Another illustrative example of a message format (character string) used in the application interface to enter a refund to a department is as follows:
STX[return key][price][department]CR[key count]ETX[check digit]
Other data generated and stored in the console could be down-loaded to cash register in a similar manner. For example, there was previously discussed shift totals, dispenser totals, and resettable totals, reports generated by the console. These could be formatted and down-loaded in a similar manner to the register.
The fuel dispenser-cash register control console (30) uses a common communication protocol for communicating with different dispenser brands through the configuration circuit (16) which configures the communication protocol to different dispenser brands. Ten commands, with associated responses, are used to control the dispensers during the fueling process including: pump authorization, sale information, pump stop, pump resume, error, status request, reset, pump totals, price per unit, and blend commands. Commands are initiated through the previously discussed key switches on the control console (30). Reference is made to U.S. Pat. No. 5,270,943, having a common assignee and inventor, for further information on command structure.
Referring now to FIG. 3, there is shown a flow chart for the application interface for down-loading sales information from the console (30) to the cash register (50). First, there is a key sequence decision block to check for key switch input in the console, i.e., cash paid or credit paid. When positive, a character string mimicking a cash register key stroke is sent.
In the preferred embodiment discussed thus far, sales information is down-loaded to a cash register when the sale is paid out on the console. In an alternate embodiment, information is down-loaded from the console to a PC. In the c-store industry, it is common practice to have a so-called "backroom" PC for managing inventory, recording fuel drops, employee records, and related. Often times these PC's have modem communication to corporate headquarters. A matter of interest to management is the amount of fuel sold. As previously stated, fuel shift totals, non-resettable fuel totals, resettable totals, and polled pump totals can be generated from information stored in memory of the console. This information can be down-loaded to the backroom PC through a serial connection, saving the site manager the time of manually entering this information into the PC.
Following is a generic Pump Totals Command used to read the totals for the requested fueling position and hose number by the PC from the console (30).
__________________________________________________________________________Command Format:STXIPump#Hose#FlagETXCDI =Command CharacterPump# =Fueling PositionHose# =Hose NumberFlag =Totals TypeResponse:STXPump#Hose#FlagVVVVVVV.VVVXXXXXXXX.XXYYYYYYY.YYETXCDPump# =Fueling PositionHose# =Hose NumberFlag =Totals TypeVVVVVVV.VVV =Volume TotalsXXXXXXXX.XX =Credit TotalsYYYYYYYY.YY =Cash Totals__________________________________________________________________________
An application interface (see referenced U.S. Pat. No. 5,270,943 for a discussion of a driver) allows the flow of data between the console and PC. The flow of data could be on the fly, or the PC could poll the console at predetermined times. Once the data has been transferred to the PC, it can be formatted into a form compatible with the software program being used in the PC.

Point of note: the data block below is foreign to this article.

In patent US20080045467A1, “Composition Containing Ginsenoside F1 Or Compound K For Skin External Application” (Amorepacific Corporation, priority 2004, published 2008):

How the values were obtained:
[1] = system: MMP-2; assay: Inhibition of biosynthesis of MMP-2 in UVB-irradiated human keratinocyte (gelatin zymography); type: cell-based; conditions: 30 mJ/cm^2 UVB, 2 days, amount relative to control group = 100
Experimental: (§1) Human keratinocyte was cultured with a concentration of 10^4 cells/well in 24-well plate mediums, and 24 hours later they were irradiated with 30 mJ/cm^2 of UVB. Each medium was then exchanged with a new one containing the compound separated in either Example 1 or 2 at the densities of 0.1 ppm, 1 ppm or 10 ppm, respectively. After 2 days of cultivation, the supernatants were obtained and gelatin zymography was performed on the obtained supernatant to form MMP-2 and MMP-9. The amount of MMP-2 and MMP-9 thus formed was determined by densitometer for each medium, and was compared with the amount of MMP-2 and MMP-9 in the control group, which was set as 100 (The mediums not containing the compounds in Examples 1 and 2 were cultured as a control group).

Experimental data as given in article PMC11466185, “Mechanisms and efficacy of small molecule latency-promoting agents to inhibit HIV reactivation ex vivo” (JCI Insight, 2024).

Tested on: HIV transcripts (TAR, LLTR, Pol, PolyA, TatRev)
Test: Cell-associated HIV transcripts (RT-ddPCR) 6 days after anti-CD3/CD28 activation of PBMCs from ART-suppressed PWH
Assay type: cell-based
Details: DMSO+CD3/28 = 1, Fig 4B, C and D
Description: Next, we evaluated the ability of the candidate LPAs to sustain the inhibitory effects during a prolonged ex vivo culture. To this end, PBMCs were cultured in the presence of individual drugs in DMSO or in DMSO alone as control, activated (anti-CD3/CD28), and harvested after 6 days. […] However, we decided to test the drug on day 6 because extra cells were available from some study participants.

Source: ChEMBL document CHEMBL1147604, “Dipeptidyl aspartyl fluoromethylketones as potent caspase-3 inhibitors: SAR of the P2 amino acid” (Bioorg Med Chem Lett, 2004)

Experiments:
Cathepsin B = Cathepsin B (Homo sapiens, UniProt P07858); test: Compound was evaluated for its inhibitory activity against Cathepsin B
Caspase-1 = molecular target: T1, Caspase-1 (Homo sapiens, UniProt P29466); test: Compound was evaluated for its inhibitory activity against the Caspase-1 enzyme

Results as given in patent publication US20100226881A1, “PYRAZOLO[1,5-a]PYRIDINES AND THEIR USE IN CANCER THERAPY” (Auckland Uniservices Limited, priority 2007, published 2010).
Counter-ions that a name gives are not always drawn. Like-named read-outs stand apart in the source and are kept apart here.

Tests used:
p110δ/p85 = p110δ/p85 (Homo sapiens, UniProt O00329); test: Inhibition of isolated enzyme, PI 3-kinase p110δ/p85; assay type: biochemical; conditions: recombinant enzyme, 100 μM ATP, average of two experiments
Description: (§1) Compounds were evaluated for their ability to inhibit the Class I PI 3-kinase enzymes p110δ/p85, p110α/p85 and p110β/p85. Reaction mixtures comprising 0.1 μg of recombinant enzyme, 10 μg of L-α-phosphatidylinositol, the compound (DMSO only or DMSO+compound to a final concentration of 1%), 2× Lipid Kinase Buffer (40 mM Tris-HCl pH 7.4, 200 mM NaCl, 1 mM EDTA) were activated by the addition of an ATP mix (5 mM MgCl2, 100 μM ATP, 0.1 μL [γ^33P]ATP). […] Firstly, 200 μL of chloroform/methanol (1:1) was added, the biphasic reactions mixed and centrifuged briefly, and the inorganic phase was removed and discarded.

Referring now to FIG. 4, there is shown a flow chart for the operation of the PC reading totals from the console. First there is a decision block for determining when a totals command has been issued. When positive, the MP (40) processes the command, and generates and sends the response, previously discussed.
The following totals reports are generally generated by the console (30) and down-loaded to the PC.
1. Resettable Totals
2. Non-resettable Totals
3. Shift 0 Totals (current shift)
4. Shift 1 Totals
5. Shift 2 Totals
6. Shift 3 Totals
7. Polled Pump Totals
The type Totals report generated by the console and down-loaded to the PC depends on the Flag in the Command Format and Response as previously discussed.
The present invention may, of coarse, be carried out in ways other than those herein set forth without parting from the spirit and essential characteristics of the invention. The present embodiments are, therefore, to be considered in all respects as illustrative and not restrictive, and all changes coming within the meaning and equivalency range of the appended claims are intended to be embraced within.
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|U.S. Classification||700/232, 700/236, 705/21, 700/241|
|International Classification||G07G1/14, G07F13/02, G07F5/18|
|Cooperative Classification||G07F5/18, G06Q20/202, G07F13/025, G07G1/14, G07F11/002|
|European Classification||G07F11/00B, G06Q20/202, G07G1/14, G07F13/02B, G07F5/18|
|Jan 11, 1996||AS||Assignment|
Owner name: PROGRESSIVE INT L ELECTRONICS, NORTH CAROLINA
Free format text: ASSIGNMENT OF ASSIGNORS INTEREST;ASSIGNORS:WARN, WALTER E.;CARR, FRED K.;REEL/FRAME:007827/0851
Effective date: 19960104
|May 13, 1996||AS||Assignment|
Owner name: AMPHENOL CORPORATION, CONNECTICUT
Free format text: ASSIGNMENT OF ASSIGNORS INTEREST;ASSIGNORS:WALTER, ERIC;DUDA, DONALD W.;CHEN, WENZONG;AND OTHERS;REEL/FRAME:007934/0096;SIGNING DATES FROM 19951102 TO 19951103
|Feb 22, 2001||FPAY||Fee payment|
Year of fee payment: 4
|Mar 23, 2005||REMI||Maintenance fee reminder mailed|
|Apr 15, 2005||FPAY||Fee payment|
Year of fee payment: 8
|Apr 15, 2005||SULP||Surcharge for late payment|
Year of fee payment: 7
|Mar 9, 2009||REMI||Maintenance fee reminder mailed|
|Mar 27, 2009||SULP||Surcharge for late payment|
Year of fee payment: 11
|Mar 27, 2009||FPAY||Fee payment|
Year of fee payment: 12